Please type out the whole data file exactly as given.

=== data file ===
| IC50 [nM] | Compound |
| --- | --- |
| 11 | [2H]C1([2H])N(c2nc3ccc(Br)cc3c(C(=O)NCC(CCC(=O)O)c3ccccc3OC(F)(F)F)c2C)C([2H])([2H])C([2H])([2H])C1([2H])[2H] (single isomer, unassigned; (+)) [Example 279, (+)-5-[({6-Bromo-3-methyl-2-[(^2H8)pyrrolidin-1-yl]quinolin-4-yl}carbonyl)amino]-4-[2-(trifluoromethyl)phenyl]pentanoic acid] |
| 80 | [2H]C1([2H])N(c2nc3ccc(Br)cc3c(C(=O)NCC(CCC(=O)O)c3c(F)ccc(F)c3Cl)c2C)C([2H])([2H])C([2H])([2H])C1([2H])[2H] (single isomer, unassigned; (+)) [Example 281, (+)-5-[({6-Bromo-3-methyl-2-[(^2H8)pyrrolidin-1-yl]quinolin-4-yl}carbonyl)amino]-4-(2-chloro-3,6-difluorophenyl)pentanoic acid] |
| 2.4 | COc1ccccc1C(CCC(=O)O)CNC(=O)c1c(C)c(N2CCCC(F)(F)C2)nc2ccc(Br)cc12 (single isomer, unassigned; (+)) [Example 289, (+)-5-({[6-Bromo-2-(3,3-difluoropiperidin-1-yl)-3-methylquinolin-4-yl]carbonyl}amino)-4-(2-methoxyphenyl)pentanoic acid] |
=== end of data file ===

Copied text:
| IC50 [nM] | Compound |
| --- | --- |
| 11 | [2H]C1([2H])N(c2nc3ccc(Br)cc3c(C(=O)NCC(CCC(=O)O)c3ccccc3OC(F)(F)F)c2C)C([2H])([2H])C([2H])([2H])C1([2H])[2H] (single isomer, unassigned; (+)) [Example 279, (+)-5-[({6-Bromo-3-methyl-2-[(^2H8)pyrrolidin-1-yl]quinolin-4-yl}carbonyl)amino]-4-[2-(trifluoromethyl)phenyl]pentanoic acid] |
| 80 | [2H]C1([2H])N(c2nc3ccc(Br)cc3c(C(=O)NCC(CCC(=O)O)c3c(F)ccc(F)c3Cl)c2C)C([2H])([2H])C([2H])([2H])C1([2H])[2H] (single isomer, unassigned; (+)) [Example 281, (+)-5-[({6-Bromo-3-methyl-2-[(^2H8)pyrrolidin-1-yl]quinolin-4-yl}carbonyl)amino]-4-(2-chloro-3,6-difluorophenyl)pentanoic acid] |
| 2.4 | COc1ccccc1C(CCC(=O)O)CNC(=O)c1c(C)c(N2CCCC(F)(F)C2)nc2ccc(Br)cc12 (single isomer, unassigned; (+)) [Example 289, (+)-5-({[6-Bromo-2-(3,3-difluoropiperidin-1-yl)-3-methylquinolin-4-yl]carbonyl}amino)-4-(2-methoxyphenyl)pentanoic acid] |